Metals were used as compound materials or dopants (with just a few percent content).: D (D = dopant), with metals, metalloids or nonmetals.
A variety of preparation and characterization methods was applied to investigate their different chemical structures and physical characteristics. It is transparent and colorless as a thin film and yellowish to grey as bulk material.
Indium tin oxide is the most widely used transparent conducting oxide (TCO ) because of its two key properties, its electrical conductivity and optical transparency.
As n-type TCOs are of special importance for thin film solar cell production, ITO and the reasonably priced aluminum-doped zinc oxide (Zn O: Al) are discussed with view on preparation, characterization and special occurrences.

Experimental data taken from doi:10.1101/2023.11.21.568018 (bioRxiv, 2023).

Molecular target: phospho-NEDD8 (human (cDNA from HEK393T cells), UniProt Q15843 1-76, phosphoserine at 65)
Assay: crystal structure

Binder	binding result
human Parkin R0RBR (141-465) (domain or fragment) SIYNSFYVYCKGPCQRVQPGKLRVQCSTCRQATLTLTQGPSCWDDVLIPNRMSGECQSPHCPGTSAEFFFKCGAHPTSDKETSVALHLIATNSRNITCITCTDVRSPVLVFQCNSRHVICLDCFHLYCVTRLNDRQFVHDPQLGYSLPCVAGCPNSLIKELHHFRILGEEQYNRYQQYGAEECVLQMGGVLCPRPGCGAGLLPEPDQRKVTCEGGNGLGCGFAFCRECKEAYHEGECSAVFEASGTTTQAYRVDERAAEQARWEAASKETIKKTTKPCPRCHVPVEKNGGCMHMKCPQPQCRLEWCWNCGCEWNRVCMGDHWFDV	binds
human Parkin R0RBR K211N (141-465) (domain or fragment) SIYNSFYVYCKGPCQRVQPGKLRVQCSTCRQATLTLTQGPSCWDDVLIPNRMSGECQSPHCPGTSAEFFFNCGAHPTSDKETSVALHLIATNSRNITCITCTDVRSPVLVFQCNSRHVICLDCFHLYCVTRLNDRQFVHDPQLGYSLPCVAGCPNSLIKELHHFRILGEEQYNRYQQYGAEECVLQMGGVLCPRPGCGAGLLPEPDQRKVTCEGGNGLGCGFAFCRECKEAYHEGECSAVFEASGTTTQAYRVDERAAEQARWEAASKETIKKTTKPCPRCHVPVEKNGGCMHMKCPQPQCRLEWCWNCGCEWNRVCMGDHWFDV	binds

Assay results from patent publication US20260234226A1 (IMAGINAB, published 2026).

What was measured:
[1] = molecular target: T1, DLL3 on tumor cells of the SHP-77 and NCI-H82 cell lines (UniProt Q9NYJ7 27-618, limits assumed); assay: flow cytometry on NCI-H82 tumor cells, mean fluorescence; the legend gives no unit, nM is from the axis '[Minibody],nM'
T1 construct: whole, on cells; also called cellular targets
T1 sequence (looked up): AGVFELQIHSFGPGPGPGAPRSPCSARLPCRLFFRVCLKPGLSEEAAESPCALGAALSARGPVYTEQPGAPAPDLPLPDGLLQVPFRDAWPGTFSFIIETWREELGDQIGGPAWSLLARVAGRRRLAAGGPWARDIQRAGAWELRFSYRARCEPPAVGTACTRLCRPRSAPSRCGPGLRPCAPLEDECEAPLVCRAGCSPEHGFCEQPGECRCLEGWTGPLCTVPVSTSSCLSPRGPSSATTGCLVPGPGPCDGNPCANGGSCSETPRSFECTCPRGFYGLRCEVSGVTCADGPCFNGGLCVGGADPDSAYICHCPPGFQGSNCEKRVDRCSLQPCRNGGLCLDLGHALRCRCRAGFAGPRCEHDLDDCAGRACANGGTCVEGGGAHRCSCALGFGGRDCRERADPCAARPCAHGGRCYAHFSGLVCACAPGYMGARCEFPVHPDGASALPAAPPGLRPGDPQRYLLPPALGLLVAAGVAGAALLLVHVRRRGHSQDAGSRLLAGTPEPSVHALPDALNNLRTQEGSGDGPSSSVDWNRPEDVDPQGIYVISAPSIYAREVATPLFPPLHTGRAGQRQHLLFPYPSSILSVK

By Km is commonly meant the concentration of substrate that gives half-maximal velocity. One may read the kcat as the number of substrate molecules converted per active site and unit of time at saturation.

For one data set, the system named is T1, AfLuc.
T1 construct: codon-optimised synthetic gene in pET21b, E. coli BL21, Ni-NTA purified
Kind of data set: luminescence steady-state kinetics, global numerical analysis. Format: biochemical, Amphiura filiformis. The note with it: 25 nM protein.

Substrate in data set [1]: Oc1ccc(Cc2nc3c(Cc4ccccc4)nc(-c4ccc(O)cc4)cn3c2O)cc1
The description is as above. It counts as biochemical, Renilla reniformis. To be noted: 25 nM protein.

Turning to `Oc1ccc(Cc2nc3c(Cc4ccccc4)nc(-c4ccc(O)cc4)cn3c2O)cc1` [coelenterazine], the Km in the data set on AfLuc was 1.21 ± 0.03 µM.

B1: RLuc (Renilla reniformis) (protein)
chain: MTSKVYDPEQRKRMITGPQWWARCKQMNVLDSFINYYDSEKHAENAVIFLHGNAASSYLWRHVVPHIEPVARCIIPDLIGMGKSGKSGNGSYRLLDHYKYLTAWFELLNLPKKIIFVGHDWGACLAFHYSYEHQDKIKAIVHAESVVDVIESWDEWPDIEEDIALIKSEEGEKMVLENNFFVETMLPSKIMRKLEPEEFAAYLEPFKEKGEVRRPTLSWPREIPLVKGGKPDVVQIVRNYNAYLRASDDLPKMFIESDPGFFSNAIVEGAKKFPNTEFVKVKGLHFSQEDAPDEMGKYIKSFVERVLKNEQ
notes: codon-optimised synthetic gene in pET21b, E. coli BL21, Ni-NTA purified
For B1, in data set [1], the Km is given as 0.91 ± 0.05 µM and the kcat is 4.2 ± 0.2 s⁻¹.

As transparent conducting oxides are usually compound semiconductors—where the nonmetal part is oxygen—they are discussed along their metal elements.
The deterioration of Zn O: Al thin films is discussed in .
Copper may be replaced by silver [136,137,138,139,140,141], palladium  or platinum .
Well known is, for example, indium tin oxide (ITO), and the doping of zinc oxide with less than 5% aluminum (Zn O: Al).
Moreover, doped delafossite and mayenite compounds are of upcoming interest (see Table 1).
: Transparent conducting oxides (TCOs) are electrical conductive materials with comparably low absorption of electromagnetic waves within the visible region of the spectrum.
They are usually prepared with thin film technologies and used in opto-electrical apparatus such as solar cells, displays, opto-electrical interfaces and circuitries.
ITO thin films are still deposited with ion assisted plasma evaporation , (low temperature) electron beam evaporation [17,18,19], direct current (DC), pulsed DC (PDC), high power pulsed magnetron sputtering (HPPMS), radio frequency (RF) magnetron sputtering [20,21,22,23,24,25], thermal evaporation  or pulsed laser deposition (PLD) [26,27,28,29].